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In praising Simon Schama The Observer falsely portrays Mary Beard as bitter and ‘cheap’

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IN 2010, Mary Beard, Professor of Classics at the University of Cambridge, said of Simon Schama, the BBC’s go-to history man:

Declaration of interest: I dont know Prof Schama well, but what I know I like a lot. He is smart, clever, engaging and not — so far as I have any experience — remotely ill-willed. A great cook, a great dinner companion, a wonderful writer and an acute historian.

True. But do we want him advising Mr Gove on the History Curriculum in British schools?

She goes on:

I think not. Actually, what we really need is a group of intelligent British school teachers, calling on all kinds of historical talent outside school, wherever it may be found.

So what’s wrong with Schama?

Well, this is celebrity culture at its most meretricious — Gove playing to the populist gallery. The fact that Schama is smart and has made some good television programmes does not mean that he is the best person (if reports are right) to head up the new drive to revitalise British history.

Schama long ago decided to make his (day job) career in the United States — which gives him maybe a usefully external perspective on the British system, but also means that he is necessarily out of touch with the stresses, strains and demands of what is going on in British schools right now. That makes him an excellent person to consult, but not to head up the new policy.

.. I dont know how much Prof S is getting paid, if at all (and for his sake I hope he has a nice fee). But whatever it is, I am sure that it is less than what it would cost to bring 15 History teachers, plus a few outside “experts”, together for a couple of days… costing up the travel, board and lodging, etc.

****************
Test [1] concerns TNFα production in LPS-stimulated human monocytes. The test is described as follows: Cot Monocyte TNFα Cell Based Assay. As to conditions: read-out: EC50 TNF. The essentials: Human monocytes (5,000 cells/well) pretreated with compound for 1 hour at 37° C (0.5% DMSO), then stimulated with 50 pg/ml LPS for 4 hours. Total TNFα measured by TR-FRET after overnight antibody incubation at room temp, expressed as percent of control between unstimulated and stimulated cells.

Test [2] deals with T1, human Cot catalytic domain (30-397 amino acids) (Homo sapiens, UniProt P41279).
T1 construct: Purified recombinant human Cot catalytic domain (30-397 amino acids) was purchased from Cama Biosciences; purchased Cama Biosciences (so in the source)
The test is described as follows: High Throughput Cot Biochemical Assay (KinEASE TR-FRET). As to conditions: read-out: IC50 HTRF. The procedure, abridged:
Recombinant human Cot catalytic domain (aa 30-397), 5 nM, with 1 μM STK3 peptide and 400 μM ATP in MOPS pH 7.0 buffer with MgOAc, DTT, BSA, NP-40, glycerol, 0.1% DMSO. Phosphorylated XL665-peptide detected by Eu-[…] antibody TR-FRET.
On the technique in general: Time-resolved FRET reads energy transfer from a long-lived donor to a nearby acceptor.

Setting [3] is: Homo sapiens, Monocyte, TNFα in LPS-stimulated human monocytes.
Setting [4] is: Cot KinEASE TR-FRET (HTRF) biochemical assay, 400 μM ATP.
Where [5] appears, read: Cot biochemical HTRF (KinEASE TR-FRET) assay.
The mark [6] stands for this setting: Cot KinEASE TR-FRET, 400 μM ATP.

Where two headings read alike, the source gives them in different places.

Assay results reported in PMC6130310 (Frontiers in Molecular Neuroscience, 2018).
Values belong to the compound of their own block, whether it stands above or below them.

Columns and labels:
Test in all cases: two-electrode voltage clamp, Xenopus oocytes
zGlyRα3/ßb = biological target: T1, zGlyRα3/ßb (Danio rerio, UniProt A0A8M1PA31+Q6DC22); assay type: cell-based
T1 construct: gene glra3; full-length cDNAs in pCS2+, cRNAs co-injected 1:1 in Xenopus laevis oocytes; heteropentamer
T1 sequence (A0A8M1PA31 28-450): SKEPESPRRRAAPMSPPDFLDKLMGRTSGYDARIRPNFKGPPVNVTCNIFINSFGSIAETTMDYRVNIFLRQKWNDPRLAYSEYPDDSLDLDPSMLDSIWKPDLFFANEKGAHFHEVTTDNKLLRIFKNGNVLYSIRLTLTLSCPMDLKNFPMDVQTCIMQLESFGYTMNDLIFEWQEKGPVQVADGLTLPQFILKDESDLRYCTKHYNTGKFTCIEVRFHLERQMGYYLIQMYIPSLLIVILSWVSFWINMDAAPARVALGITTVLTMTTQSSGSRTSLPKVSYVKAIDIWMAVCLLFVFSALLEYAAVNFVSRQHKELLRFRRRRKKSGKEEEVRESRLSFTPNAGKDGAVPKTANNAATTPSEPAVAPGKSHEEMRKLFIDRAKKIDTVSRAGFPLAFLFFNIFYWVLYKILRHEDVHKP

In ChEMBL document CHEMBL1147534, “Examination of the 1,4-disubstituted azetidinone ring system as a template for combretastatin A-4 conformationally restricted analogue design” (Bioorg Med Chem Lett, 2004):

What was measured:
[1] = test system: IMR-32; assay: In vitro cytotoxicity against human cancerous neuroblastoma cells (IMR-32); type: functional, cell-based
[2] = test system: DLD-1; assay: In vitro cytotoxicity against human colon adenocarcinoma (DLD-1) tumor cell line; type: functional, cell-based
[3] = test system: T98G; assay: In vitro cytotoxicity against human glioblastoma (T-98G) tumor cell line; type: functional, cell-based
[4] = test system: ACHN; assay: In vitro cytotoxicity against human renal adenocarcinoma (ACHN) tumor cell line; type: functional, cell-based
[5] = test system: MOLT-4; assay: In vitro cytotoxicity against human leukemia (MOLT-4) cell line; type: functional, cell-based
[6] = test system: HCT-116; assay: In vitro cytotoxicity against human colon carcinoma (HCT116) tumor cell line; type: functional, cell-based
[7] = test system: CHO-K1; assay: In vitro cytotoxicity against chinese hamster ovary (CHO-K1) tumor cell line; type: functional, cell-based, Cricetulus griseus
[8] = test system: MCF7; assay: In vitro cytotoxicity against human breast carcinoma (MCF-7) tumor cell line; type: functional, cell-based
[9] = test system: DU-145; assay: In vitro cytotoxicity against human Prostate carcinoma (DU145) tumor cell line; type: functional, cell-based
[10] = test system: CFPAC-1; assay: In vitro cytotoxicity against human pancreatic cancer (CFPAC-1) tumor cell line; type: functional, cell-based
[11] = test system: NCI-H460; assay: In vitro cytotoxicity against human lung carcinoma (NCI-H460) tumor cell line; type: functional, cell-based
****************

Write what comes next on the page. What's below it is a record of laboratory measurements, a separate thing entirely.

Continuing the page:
Prof Schama is not only glitzy, but also cheap. And appointing him to whatever “job” he now has is also an insult to History teachers here.

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Posted: 29th, September 2013 | In: Reviews | Comment


Mary Beard: My kind of Roman and AA Gill’s wrong kind of Blonde

MARY Beard tweets: “@Madame_Arcati going to print out your blog and keep it for when I might be feeling low!”

This blog, about Sunday Times TV critic AA Gill calling Mary Beard too ugly for the telly:

I LEARN that a middle-aged man, who resembles a homophobe’s idea of what a homosexual man looks like, has been very rude about Prof Mary Beard – the writer and presenter of BBC2’s Meet The Romans. If you’ve given up on TV and have an interest in Roman antiquity then I strongly advise you to re-new your TV licence just to watch this series.

Ingeniously, Beard has discovered the voices of the Ancient Roman dead – not of the emperors or their spin doctors – but of the ordinary people: the butchers, the ex-slaves, the woman who loved wine, the shitters and the bathers, the parents of the boy brained by a falling roof tile, and so on. She channels their words to us from their stone memorials chiselled in Latin which lay about under other historians’ noses for two millennia; awaiting Mary Beard’s exquisite TV seances. These dead people were like us live people, desperate to be heard and remembered. Just like the TV critic with his funny matchstick legs, his ageing male model face, his dyslexia and other sob story details (a mother complex, for instance, and a love life I cannot repeat here).

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Posted: 28th, April 2012 | In: Key Posts, TV & Radio | Comments (56)